If you have seasonal allergies, you might associate goldenrod with sneezing and sniffling. In fact, goldenrod is a much valued medicinal herb with many health benefits. There's also the fact that ragweed is usually sneakily responsible for those late summer allergies- not goldenrod.
Goldenrod lights up the landscape when it starts blooming, and these native plants were much valued by the Native Americans. They also thrive in many other areas around the world and have found their way into many traditional medicinal practices.
Here's more about the surprising benefits of goldenrod and how you can use it for wellness.
All About Goldenrod
Goldenrod (Solidago sp.) is a yellow-gold wildflower often viewed as a common weed. Over 50 species of it are native to the Americas, and it grows widely in Europe and Asia as well.
You'll most often find goldenrod in meadows, fields, and other wild areas, although it can also be cultivated. The plants start blooming with cheerful, sunshiny flowers in late summer or early fall. These abundant flowers were once thought to cause fall allergies, but ragweed is most often the actual culprit.
The pollen of goldenrod is heavy and carried from plant to plant by insects. Ragweed's pollen, on the other hand, is light and carried by the wind, often straight to allergy sufferers. The flowers of ragweed are so small and inconspicuous that it took a while for its allergic potential to be discovered.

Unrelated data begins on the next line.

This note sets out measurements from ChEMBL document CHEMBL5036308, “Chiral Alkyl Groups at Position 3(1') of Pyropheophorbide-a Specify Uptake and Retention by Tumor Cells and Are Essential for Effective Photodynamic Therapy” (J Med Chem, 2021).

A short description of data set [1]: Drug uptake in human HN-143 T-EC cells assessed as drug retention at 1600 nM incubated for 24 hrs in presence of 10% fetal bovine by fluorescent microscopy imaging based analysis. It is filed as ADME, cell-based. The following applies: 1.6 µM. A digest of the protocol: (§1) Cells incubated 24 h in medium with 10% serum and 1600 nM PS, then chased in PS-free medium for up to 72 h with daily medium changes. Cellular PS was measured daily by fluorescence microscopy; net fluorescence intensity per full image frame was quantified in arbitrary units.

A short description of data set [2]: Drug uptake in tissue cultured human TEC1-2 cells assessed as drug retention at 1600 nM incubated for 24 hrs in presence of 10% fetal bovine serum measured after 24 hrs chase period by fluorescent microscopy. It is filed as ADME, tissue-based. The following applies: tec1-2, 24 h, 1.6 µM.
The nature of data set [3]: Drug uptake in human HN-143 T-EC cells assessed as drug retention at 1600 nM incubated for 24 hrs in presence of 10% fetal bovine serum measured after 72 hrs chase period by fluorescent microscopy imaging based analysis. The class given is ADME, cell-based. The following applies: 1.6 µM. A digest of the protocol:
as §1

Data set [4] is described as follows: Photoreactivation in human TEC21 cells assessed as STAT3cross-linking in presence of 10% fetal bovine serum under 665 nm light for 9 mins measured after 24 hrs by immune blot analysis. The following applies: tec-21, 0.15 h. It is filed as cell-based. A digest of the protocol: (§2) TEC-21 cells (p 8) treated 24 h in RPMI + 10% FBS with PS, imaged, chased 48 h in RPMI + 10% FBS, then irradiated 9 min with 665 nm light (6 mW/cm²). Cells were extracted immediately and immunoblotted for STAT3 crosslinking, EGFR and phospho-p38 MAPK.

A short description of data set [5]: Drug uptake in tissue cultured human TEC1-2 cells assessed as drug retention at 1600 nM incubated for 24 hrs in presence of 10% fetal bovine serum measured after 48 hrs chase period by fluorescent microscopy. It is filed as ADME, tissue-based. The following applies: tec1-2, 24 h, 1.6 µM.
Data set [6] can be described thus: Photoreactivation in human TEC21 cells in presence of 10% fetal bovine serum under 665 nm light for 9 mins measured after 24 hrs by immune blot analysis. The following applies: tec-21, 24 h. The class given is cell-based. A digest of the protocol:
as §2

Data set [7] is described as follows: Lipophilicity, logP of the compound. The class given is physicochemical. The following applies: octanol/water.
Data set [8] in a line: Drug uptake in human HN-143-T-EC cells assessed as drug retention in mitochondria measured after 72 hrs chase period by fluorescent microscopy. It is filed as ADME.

Most often, the leaves and flowers of goldenrod are used medicinally. Native Americans frequently used the roots as well, but this didn't carry over into modern herbalism.
Many of the benefits of goldenrod come from its astringent and anti-inflammatory nature. It also has antimicrobial and diuretic properties and has been used for everything from fevers to snakebites to urinary tract infections.
Top Benefits of Goldenrod
Full of Antioxidants
Goldenrod is full of antioxidants with concentrations ranging as high as seven times that of green tea. Green tea has been the subject of many studies and has been shown to have many health benefits, especially the ability to reduce the risk of chronic conditions. (3)(4)(5)
There aren't such detailed studies on goldenrod yet, but one of its antioxidants (rutin) has demonstrated potential anticancer properties. (6)
Eases Inflammation and Pain
One of the most powerful benefits of goldenrod is its ability to reduce inflammation and pain. It's frequently infused into oil and used topically in salves and creams for sore muscles, injuries, arthritis, etc.
The anti-inflammatory effects of goldenrod have long been known by herbalists. A few clinical trials on Chilean goldenrod (Solidago chilensis) have confirmed that topical use can decrease pain. Another study compared a medicine made with goldenrod, aspen bark, and ash bark to common NSAIDs. They were found to be equally effective. (7)
Supports Bladder and Kidney Health
Goldenrod has a long history of use for the urinary system and bladder health. It's an astringent, which means it tones and tightens tissues, and an antiseptic, which means it fights certain infections. Both of these properties explain its regular use for urinary tract infections (UTIs).
Goldenrod also has diuretic properties. It can increase urine flow, which helps to flush out toxins, potentially preventing kidney stones from forming. (8) The German Commission E has actually approved goldenrod rod for use in irrigation therapy for urinary and kidney problems. (9)